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8 Habits For Managing News Anxiety

Picture this: you wake up at 5 am, restless and unable to sleep. You look at Twitter, and notice a news update and find yourself scrolling through social media. You switch over to your laptop and catch the headlines.

A headache comes on and you can no longer go back to sleep, feeling anything from mild panic, to an overwhelming sense of fear. You can’t sleep due to anxiety from watching the news, and the cycle of worry continues.

Most would agree that 2020 has been unusually tough. And in a world of 24/7 news updates, it’s impossible to escape this hard reality. For many, this intense barrage of information no longer nourishes the mind but drains it. Anxiety from watching the news is a common problem.

In 2017, a study by the American Psychological Association showed that US citizens were monitoring the news more closely than previously, with one in ten checking the news on an hourly basis. More than half of those surveyed (56 percent) stated that while they wanted to stay updated with current affairs, doing so caused stress.

It’s normal to feel anxious during a crisis, but there are simple steps you can take to look after your mental health. How do you deal with anxiety from watching the news?

Here are eight habits if you’re suffering from anxiety from watching the news:

1. Congratulate yourself

It is not a sign of weakness to stop watching, reading, or listening to the news if it is causing you distress. Contrary to hiding away from reality, you are taking positive, proactive action, enabling you to be the best version of yourself.

Just as you need to fit your own life jacket before securing that of others, you need to take care of yourself first if you want to serve others.

A self-imposed break from the news is an opportunity to recharge and become the person you want to be.

2. Try a digital detox

News is presented not only on the television but also via our laptops, radios, and mobile phones, often indirectly and subconsciously. A detox does not need to be a longterm total blackout; even a morning off every week can make a huge difference to your mental health.

Start with a short, one-off break from the news, then consider scheduling in regular and wider digital breaks throughout the week.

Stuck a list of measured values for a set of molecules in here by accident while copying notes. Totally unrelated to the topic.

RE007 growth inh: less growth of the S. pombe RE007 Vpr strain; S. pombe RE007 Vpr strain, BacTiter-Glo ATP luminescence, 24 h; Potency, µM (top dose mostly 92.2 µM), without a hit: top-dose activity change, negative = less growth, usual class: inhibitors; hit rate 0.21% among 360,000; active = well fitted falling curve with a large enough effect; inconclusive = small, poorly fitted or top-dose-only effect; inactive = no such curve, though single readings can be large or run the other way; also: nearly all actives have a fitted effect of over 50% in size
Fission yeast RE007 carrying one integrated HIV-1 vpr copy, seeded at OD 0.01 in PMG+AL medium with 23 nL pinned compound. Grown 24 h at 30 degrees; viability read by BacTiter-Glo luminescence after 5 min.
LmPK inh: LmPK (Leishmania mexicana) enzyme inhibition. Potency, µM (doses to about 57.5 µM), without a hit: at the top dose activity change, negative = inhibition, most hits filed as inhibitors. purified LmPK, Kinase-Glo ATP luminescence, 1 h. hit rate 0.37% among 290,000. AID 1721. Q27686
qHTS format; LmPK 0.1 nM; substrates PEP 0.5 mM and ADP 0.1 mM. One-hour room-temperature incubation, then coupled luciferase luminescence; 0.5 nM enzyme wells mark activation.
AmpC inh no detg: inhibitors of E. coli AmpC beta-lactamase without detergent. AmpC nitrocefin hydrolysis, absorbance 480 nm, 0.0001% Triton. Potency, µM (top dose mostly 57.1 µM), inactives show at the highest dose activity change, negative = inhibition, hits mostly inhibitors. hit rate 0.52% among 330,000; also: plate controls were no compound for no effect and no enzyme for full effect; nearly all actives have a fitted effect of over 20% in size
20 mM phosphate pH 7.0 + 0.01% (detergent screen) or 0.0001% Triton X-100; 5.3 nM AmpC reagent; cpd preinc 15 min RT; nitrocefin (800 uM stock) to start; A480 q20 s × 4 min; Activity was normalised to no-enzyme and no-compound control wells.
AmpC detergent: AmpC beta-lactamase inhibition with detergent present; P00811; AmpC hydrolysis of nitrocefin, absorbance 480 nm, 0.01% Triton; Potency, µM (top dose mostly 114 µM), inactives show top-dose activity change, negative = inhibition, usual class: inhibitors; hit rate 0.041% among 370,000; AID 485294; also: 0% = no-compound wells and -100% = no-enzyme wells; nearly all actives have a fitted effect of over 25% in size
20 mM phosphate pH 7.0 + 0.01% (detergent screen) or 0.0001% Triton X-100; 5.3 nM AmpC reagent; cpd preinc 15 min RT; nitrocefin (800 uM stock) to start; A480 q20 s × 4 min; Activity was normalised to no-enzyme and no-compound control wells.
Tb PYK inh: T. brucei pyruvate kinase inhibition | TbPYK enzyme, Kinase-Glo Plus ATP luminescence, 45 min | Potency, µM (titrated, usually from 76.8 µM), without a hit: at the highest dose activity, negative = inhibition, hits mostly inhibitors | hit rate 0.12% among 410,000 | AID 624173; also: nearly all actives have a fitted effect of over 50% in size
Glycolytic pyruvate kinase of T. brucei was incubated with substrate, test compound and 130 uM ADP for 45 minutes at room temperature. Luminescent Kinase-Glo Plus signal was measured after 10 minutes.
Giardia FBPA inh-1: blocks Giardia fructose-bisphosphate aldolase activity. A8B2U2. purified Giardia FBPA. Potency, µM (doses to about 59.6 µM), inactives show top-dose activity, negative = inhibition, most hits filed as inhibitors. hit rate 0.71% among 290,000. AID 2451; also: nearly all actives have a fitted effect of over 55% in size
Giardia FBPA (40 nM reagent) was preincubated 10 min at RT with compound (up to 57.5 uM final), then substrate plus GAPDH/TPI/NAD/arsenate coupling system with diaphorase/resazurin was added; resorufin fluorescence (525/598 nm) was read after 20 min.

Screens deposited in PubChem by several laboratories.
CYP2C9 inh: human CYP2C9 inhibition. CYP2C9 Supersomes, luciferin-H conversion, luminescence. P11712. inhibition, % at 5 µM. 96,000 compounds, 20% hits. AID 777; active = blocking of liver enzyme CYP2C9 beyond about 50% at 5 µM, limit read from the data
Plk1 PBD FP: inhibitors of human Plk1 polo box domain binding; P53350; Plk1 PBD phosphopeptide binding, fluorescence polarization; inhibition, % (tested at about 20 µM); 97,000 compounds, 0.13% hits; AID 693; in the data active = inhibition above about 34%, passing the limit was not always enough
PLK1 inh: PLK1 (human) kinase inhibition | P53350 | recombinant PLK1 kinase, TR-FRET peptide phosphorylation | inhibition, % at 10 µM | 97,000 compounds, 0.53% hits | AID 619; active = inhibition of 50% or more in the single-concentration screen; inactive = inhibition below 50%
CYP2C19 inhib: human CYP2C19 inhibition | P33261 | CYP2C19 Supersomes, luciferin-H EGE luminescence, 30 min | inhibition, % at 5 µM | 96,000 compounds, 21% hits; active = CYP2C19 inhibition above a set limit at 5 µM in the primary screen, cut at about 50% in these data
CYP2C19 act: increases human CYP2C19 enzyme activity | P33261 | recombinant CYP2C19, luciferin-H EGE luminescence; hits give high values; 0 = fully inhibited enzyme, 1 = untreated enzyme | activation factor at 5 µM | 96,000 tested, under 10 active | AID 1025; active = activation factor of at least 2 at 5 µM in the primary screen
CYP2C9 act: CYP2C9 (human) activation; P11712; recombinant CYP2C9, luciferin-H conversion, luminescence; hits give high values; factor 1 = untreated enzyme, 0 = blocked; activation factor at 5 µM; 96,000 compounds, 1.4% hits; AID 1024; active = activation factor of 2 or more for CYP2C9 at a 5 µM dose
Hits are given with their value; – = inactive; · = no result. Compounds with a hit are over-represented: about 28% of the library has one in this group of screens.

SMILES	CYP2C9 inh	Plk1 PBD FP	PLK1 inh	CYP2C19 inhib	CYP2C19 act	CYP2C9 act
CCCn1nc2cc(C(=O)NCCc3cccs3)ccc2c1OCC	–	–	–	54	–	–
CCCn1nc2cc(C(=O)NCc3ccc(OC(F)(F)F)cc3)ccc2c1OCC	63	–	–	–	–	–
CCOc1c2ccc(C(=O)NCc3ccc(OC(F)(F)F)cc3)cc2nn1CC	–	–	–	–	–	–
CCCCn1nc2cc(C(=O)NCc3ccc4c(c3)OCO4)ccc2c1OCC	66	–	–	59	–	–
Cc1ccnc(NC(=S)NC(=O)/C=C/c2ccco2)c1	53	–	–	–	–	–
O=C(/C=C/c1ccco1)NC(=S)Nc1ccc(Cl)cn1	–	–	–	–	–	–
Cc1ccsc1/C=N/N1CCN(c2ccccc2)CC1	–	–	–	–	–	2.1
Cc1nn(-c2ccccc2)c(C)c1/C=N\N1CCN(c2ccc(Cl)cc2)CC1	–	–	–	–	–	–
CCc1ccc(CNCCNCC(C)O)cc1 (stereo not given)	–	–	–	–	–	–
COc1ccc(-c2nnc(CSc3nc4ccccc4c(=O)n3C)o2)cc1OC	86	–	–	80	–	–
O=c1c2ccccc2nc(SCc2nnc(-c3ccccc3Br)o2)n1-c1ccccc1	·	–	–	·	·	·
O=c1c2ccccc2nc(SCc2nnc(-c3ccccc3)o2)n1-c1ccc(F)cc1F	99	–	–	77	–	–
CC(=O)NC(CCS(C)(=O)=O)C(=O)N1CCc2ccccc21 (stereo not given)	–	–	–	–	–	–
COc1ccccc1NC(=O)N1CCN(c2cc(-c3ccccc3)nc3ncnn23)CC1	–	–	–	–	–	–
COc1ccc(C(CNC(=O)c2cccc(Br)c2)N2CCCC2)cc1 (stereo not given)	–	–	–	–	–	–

3. Schedule pull, not push, news updates

Be mindful of when you are accessing the news and your sources. Seek updates at the times you feel you strongest. Whether you’re more resilient in the mornings or weekends, make a plan when you will access the news and stick to it.

Seek out information, rather than letting unsolicited news updates drip into your life. Censor the websites that cause you distress, and opt for sources that you can manage more easily. For example, the Good News Network features positive, uplifting stories across current affairs.

4. Make a news shopping list

Seek out practical, essential information as opposed to mindless scrolling through online magazines. If you want to support a cause, reach out to a relevant organization, rather than wading through online news and social media.

If you’re feeling anxiety from watching the news during the day, jot down your concerns. Then, at a planned time slot, take the action you feel necessary, whether it’s donating to a charity, signing a petition, or reaching out to a friend in need.

And don’t feel you need to complete your ‘to do’ list in one sitting. It’s about creating a manageable, long-term action plan.

5. Opt for words over video

Reading a newspaper is a less sensory, more controllable way of accessing the news compared to a video. Watching the news on a television or a computer can create longer-lasting negative memories than reading a newspaper or speaking to a friend.

Avoid overloading your senses with distressing scenes and instead focus on accessing the practical information you need. If you can no longer cope with news in any measure, consider asking a friend or family member whom you trust to update you with what you need. Asking a trusted third person is a great way of accessing the information you need while caring for your mental health.

6. Fix a daily routine

Sticking to a routine that includes daily exercise and socialization is vital for your mental health. Make a holistic self-care plan, including creative, relaxing and social activities. Whether it’s a morning of prayer, a revitalizing bath, hanging family photos, a phone call to friends, or a self facial, it all helps boost your mood.

7. Nurture yourself in nature

While it might not be possible to go for a long walk in the countryside right now, you can still seek solace in nature. Whether it’s taking in the fresh air at the window while reading a book, keeping houseplants, or opening your windows to the sounds of nature, a taste of the outdoors can help lift negative feelings, in turn strengthening your resilience to the stress of today’s world.

8. Notice the difference between anxiety, a diagnosable mental health condition, and feeling anxious because of current affairs.

Either way, if anxiety is negatively impacting your daily routine for a prolonged length of time, speak to a qualified mental health counselor or therapist. It’s normal to have up and down days, it’s normal to get stuck in the funk now and again, but if you’re unable to get out of bed, get dressed, shower, work or socialize (including virtually), get help from a qualified therapist.


Nina edits The Expater, a lifestyle blog for expats and globally-minded women. The Expater features expert advice and personal stories on all things international lifestyle, including relationships, careers, wellbeing, and skincare. Follow her on instagram and Facebook.

 

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